11-17-2008, 08:36 PM #1I'm new here!
- Join Date
- Aug 2008
When did you start your business?
Last edited by jfeely; 11-04-2013 at 04:25 PM.
11-17-2008, 08:46 PM #2
A few tips
How to start a small business generally varies from state to state. I would recommend you contact a local Small Business Development Center and speak with them (their services are all free).
In IL, if you are a sole proprietor, the only thing you need to do to "register" your business is to file an assumed name notice at your county clerk's office. You will need to get a state tax ID number if you will sell products (i.e prints) for which you must collect sales tax, and/or if you have employees. If you hire employees, you'll also need a federal tax number (FEIN), which you can obtain online. Sitting/session fees are not taxable because they are a service.
Your SBDC will be able to assist with these and any other questions relative to forms required in your area.
Hope this helps and best of luck with you new endeavor.
PS: I checked out your blog, and think your photos are very nice!
Last edited by SandeeWig; 11-17-2008 at 08:47 PM. Reason: PS added
11-17-2008, 09:07 PM #3
11-18-2008, 04:57 AM #4
Hey I live in the State of Washington and I would love to know the answer to that too. I have the State Business License. All it says is to report taxes annually in January.
I have not started charging yet either but it is not far away.
Please let me know what you find out!Canon Girl
11-18-2008, 06:32 AM #5
Sorry to pop your balloon, but your photography will need to improve if you are going to charge people money. You cannot cut tops of heads off,or amputate hands,or other body parts,and for portraits you must concentrate on the eyes. You are looking at $ 250 an image,whether passport size, or 6 feet by 4 feet (you are not selling square inches of paper,you are selling,experience,expertise,creativity etc., for instance, a 3-year tertiary course in photographic imaging will cost you around $20,000 ,and this has to be regained from your clients) Regards,Ken (Kenneth William Caleno (dip Phot)
11-18-2008, 10:44 AM #6
You do seem to have slight attraction to cutting the tops off peoples heads though. I don't think you necessarily need to do a 3 year couse in photography but a few day/week courses with experinced snappers would be money well spent if you are going to take this seriously. You would do the same in any other industry to keep honing your skills so why not photography.
11-18-2008, 01:04 PM #7
By the way, Fletch, I wasn't advocating the original poster taking a 3-year course,but,pointing out to charge enough to cover any possible photo education(which is obviously needed in this case),and to be able to charge as such,you need to know basic portrait photography,for which I would point the original poster at http://www.msnusers.com/Asktheolepro...ezeltsman.msnw (which is a 16 chapter Free onlime course on Classical portraiture,posing and lighting )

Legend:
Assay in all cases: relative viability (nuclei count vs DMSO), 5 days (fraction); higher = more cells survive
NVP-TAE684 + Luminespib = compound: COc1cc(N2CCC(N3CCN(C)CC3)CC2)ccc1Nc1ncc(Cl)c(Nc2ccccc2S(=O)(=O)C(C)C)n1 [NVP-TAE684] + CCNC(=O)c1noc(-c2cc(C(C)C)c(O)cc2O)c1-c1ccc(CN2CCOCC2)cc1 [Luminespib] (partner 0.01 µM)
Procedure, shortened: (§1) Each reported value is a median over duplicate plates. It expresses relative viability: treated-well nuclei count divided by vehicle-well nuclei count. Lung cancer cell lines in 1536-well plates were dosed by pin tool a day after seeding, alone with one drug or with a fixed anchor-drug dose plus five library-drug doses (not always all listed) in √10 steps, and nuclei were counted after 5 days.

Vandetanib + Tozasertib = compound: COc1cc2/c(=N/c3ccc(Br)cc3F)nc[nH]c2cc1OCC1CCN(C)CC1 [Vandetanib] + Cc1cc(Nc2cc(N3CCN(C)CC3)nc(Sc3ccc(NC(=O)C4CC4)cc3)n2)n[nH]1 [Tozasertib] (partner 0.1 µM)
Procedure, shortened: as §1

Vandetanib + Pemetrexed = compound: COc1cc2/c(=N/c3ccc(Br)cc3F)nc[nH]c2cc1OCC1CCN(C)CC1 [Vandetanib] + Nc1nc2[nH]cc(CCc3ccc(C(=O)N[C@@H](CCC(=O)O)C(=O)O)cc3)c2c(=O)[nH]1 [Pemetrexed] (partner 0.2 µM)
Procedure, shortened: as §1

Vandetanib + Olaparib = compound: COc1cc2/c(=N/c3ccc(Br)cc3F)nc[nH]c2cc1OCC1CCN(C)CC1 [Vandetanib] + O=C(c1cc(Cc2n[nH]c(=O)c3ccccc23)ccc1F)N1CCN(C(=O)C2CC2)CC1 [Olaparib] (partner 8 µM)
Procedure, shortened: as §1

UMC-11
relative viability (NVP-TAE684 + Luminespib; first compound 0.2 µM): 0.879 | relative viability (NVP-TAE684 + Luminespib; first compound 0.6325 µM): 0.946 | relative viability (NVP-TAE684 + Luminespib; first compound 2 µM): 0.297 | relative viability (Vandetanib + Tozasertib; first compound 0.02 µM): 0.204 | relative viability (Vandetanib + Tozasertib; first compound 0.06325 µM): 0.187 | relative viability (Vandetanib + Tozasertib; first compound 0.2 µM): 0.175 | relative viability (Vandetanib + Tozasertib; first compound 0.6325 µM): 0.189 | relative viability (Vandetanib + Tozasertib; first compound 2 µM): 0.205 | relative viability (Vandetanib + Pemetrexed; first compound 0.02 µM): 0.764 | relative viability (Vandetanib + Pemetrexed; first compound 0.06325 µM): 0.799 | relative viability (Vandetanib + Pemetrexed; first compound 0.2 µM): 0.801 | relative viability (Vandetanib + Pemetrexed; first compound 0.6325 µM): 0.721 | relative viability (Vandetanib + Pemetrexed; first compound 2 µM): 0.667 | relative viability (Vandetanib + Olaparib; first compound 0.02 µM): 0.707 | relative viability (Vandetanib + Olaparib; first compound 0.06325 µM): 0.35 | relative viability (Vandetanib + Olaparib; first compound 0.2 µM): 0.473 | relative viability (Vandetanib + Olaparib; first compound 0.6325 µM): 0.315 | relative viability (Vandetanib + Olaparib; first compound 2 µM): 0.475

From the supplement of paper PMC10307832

This is the trouble with Digital cameras-anybody believes that by purchasing a digital camera,they immediately become photographers,where, in reality, most just become "Camera owners". I find this so often in stock photography sites,where some people get extremely upset when their images are rejected-their usual outburst is something like-" My photos must be good,I'm using a XYZ camera and a ABC lens,and all my friends are telling me how good my images are." Photography has Two Phases "Making" and "Taking" - You "Make" a photographic image with your mind and eye, before you ever grab a camera and "Take" that image- You never ask a painter where he buys his brushes.
11-18-2008, 01:57 PM #8
Tax laws in the states are much stricter than they are up here.
In canada, as long as one is making less than 10k a year and is not living solely off the income of a small business, the owner does not need to have it registered nor does he/she need a tax number.
Registering a business in Canada is quite expensive: getting a tax number is even worse.
11-18-2008, 02:09 PM #9
Not saying you're not right to start your own - just that it's worth taking on board the advice given.
I have come across some really horrific "photography businesses" in the last few months, websites that really don't sell the photographer... out of focus, bad composition, poor lighting...
I thought about starting to offer a portrait service to my local area, not sure i'm ready either... time will tell
11-18-2008, 02:11 PM #10
Moved to "Earning" forum.
Not being in the business side of photography I have little to add to the above posts.
However, I believe discussions of style and ability are not what the OP asked for. Sometimes those qualities can be more a matter of opinion and decisions are made by clients and what they prefer. But I agree all photographers need to be constantly honing their craft. We should never fall into the trap of doing the same thing the same way over and over.
Now back to the discussion of the business side of photography.